I’m not sure what to do with all my excess wood ash from the fireplace. I need to lower my soil pH, so I can’t add the ash to the garden or compost.
The ash from a wood-burning fireplace contains nutrients that plants need, including potassium, calcium, and trace amounts of zinc, magnesium, and phosphorus. But those nutrients come with a warning: Wood ash is strongly alkaline. If added to soil, it will raise the pH, or the measure of a soil’s acidity or alkalinity. Where the soil is too acidic (pH too low) and a higher pH would be beneficial, wood ash can be applied to lawns or gardens in place of agricultural lime to raise the pH. But if you are dealing with a neutral or alkaline (high pH) soil, adding wood ash would be a mistake.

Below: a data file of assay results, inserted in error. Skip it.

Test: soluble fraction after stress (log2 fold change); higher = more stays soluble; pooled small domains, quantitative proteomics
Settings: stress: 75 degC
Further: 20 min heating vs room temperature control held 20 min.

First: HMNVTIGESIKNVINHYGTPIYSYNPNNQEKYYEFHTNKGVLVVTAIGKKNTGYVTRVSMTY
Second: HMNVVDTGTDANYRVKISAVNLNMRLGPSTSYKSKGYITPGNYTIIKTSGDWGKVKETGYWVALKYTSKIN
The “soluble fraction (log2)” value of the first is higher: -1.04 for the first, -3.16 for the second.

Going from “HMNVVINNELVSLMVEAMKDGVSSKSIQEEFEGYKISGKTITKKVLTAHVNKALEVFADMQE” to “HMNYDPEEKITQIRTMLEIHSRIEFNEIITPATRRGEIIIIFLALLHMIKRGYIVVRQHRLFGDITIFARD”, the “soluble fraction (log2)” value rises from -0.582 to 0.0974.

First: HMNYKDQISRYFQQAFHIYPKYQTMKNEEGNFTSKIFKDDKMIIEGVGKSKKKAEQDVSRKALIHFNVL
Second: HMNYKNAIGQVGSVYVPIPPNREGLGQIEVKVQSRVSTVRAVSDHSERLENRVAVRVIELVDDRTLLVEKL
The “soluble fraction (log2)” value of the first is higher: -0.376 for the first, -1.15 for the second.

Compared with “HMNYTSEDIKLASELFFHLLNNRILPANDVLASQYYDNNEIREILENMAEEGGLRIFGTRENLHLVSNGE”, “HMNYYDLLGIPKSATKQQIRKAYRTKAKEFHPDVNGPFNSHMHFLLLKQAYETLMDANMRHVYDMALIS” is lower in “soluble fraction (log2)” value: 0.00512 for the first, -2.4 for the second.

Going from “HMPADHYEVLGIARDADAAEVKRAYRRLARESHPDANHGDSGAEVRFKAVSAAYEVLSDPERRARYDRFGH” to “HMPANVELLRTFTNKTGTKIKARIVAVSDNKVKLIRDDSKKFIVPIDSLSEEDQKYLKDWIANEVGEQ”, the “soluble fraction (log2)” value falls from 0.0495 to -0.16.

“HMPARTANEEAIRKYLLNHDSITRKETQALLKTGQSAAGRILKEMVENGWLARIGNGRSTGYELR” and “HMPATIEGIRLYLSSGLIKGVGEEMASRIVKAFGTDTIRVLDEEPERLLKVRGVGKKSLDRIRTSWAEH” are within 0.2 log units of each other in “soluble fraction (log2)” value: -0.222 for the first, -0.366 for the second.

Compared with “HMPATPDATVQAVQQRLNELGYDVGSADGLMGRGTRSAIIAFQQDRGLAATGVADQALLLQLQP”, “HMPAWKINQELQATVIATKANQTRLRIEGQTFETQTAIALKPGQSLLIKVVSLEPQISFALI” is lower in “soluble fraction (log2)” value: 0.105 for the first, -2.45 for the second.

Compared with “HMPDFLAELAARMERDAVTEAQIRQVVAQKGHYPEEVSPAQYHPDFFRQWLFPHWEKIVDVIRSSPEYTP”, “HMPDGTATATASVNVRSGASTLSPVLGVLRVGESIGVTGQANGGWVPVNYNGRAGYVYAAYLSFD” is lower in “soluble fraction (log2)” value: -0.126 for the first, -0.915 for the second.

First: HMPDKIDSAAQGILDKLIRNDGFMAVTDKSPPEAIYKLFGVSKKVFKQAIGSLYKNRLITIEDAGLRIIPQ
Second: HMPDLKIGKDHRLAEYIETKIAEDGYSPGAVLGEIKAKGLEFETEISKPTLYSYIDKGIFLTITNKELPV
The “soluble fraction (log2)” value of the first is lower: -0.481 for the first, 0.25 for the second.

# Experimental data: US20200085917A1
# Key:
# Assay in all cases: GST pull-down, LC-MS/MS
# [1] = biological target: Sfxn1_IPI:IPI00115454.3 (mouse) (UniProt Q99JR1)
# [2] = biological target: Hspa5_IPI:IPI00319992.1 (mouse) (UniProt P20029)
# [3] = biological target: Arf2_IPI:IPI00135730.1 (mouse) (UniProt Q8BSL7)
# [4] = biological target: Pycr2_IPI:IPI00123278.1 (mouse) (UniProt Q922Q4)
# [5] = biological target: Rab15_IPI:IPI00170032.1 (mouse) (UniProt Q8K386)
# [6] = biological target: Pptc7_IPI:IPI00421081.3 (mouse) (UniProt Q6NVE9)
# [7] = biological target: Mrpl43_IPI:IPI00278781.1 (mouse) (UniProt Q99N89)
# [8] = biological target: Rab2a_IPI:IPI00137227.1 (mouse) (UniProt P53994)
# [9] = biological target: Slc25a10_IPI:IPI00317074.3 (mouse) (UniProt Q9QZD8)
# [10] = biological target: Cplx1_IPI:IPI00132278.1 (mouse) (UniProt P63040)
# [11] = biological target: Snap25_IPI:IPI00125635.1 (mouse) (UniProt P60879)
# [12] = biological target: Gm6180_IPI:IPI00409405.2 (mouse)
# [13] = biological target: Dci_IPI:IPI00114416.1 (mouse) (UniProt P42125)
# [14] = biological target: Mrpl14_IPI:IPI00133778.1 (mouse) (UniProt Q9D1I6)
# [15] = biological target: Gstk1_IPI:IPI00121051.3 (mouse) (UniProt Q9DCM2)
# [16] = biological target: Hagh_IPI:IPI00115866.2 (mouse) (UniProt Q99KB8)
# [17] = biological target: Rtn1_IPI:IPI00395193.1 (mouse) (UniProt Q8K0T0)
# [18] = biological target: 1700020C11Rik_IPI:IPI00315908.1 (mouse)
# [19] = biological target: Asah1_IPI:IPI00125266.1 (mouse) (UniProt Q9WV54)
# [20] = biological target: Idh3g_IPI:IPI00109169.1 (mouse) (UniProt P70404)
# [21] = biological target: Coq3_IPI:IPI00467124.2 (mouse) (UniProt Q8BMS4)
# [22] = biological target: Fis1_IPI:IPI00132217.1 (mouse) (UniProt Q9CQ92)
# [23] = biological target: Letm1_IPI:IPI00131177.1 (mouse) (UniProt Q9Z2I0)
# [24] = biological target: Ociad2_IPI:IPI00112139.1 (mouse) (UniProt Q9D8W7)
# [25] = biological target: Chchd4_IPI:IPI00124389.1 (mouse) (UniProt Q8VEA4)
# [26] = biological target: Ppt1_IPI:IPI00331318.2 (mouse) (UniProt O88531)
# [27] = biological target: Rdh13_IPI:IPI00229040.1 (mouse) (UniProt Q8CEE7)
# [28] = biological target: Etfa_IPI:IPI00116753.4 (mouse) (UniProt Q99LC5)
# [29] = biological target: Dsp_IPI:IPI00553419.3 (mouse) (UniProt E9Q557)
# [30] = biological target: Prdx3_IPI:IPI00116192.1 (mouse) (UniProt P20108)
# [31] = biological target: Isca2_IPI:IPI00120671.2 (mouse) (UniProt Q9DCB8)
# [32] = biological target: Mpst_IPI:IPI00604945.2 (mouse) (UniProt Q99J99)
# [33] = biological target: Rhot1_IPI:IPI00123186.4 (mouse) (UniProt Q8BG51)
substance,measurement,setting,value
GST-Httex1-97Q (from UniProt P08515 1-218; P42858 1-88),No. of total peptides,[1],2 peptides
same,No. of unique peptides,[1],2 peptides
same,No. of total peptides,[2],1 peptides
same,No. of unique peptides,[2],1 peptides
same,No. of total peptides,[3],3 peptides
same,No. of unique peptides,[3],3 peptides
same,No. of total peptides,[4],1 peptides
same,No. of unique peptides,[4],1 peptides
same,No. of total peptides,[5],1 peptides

The same goes for adding wood ash to a compost pile. Consider including wood ash as a compost ingredient only if the pile contains significant quantities of acidic materials, such as shredded oak leaves or pine needles. Even then, apply the ash with restraint, because too much can result in a loss of nitrogen from the compost. At a higher pH, the nitrogen present in the compost pile will escape to the air as ammonium hydroxide; if you smell ammonia near your compost pile, it’s losing nitrogen.
If you decide you shouldn’t use wood ash in your garden or compost, and you can’t find a farmer or gardener who can use it, I suggest you send the ash to a landfill with the rest of your household waste. —Doug Hall